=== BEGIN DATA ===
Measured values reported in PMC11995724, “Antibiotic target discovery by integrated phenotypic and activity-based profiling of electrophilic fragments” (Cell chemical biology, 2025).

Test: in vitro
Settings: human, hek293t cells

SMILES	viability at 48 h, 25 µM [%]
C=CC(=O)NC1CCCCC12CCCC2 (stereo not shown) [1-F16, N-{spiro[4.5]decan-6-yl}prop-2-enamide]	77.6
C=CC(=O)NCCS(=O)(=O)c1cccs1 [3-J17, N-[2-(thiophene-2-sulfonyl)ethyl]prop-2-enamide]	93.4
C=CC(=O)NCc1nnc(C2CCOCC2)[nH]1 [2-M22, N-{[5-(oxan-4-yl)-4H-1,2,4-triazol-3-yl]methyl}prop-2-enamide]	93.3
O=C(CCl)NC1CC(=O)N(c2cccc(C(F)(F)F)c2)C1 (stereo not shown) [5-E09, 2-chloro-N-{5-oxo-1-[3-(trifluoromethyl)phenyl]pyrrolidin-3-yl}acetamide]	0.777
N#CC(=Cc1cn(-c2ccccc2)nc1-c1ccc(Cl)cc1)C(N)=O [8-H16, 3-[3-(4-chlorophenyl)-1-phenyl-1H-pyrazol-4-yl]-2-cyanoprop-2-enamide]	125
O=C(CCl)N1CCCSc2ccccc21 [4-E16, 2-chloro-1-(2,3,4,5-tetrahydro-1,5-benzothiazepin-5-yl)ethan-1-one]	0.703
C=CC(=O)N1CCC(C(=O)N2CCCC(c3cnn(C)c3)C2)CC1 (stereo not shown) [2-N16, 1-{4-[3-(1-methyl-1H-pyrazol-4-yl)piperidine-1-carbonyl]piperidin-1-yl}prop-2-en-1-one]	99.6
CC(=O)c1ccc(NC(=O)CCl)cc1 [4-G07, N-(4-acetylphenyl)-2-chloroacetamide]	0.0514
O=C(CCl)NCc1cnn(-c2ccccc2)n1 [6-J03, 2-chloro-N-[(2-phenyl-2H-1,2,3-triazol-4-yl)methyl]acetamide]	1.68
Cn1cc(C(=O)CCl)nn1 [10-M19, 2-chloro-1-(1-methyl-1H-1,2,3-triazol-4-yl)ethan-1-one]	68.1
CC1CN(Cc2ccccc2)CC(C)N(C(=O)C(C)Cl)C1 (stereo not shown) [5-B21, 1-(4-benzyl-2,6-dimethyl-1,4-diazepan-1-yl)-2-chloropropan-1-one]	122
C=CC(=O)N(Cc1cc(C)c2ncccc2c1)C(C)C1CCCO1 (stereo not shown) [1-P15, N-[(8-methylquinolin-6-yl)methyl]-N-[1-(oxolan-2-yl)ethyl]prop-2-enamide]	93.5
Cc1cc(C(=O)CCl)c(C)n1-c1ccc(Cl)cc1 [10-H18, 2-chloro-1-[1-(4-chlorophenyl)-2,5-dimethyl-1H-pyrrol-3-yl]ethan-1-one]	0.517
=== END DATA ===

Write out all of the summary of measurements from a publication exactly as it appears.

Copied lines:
Measured values reported in PMC11995724, “Antibiotic target discovery by integrated phenotypic and activity-based profiling of electrophilic fragments” (Cell chemical biology, 2025).

Test: in vitro
Settings: human, hek293t cells

SMILES	viability at 48 h, 25 µM [%]
C=CC(=O)NC1CCCCC12CCCC2 (stereo not shown) [1-F16, N-{spiro[4.5]decan-6-yl}prop-2-enamide]	77.6
C=CC(=O)NCCS(=O)(=O)c1cccs1 [3-J17, N-[2-(thiophene-2-sulfonyl)ethyl]prop-2-enamide]	93.4
C=CC(=O)NCc1nnc(C2CCOCC2)[nH]1 [2-M22, N-{[5-(oxan-4-yl)-4H-1,2,4-triazol-3-yl]methyl}prop-2-enamide]	93.3
O=C(CCl)NC1CC(=O)N(c2cccc(C(F)(F)F)c2)C1 (stereo not shown) [5-E09, 2-chloro-N-{5-oxo-1-[3-(trifluoromethyl)phenyl]pyrrolidin-3-yl}acetamide]	0.777
N#CC(=Cc1cn(-c2ccccc2)nc1-c1ccc(Cl)cc1)C(N)=O [8-H16, 3-[3-(4-chlorophenyl)-1-phenyl-1H-pyrazol-4-yl]-2-cyanoprop-2-enamide]	125
O=C(CCl)N1CCCSc2ccccc21 [4-E16, 2-chloro-1-(2,3,4,5-tetrahydro-1,5-benzothiazepin-5-yl)ethan-1-one]	0.703
C=CC(=O)N1CCC(C(=O)N2CCCC(c3cnn(C)c3)C2)CC1 (stereo not shown) [2-N16, 1-{4-[3-(1-methyl-1H-pyrazol-4-yl)piperidine-1-carbonyl]piperidin-1-yl}prop-2-en-1-one]	99.6
CC(=O)c1ccc(NC(=O)CCl)cc1 [4-G07, N-(4-acetylphenyl)-2-chloroacetamide]	0.0514
O=C(CCl)NCc1cnn(-c2ccccc2)n1 [6-J03, 2-chloro-N-[(2-phenyl-2H-1,2,3-triazol-4-yl)methyl]acetamide]	1.68
Cn1cc(C(=O)CCl)nn1 [10-M19, 2-chloro-1-(1-methyl-1H-1,2,3-triazol-4-yl)ethan-1-one]	68.1
CC1CN(Cc2ccccc2)CC(C)N(C(=O)C(C)Cl)C1 (stereo not shown) [5-B21, 1-(4-benzyl-2,6-dimethyl-1,4-diazepan-1-yl)-2-chloropropan-1-one]	122
C=CC(=O)N(Cc1cc(C)c2ncccc2c1)C(C)C1CCCO1 (stereo not shown) [1-P15, N-[(8-methylquinolin-6-yl)methyl]-N-[1-(oxolan-2-yl)ethyl]prop-2-enamide]	93.5
Cc1cc(C(=O)CCl)c(C)n1-c1ccc(Cl)cc1 [10-H18, 2-chloro-1-[1-(4-chlorophenyl)-2,5-dimethyl-1H-pyrrol-3-yl]ethan-1-one]	0.517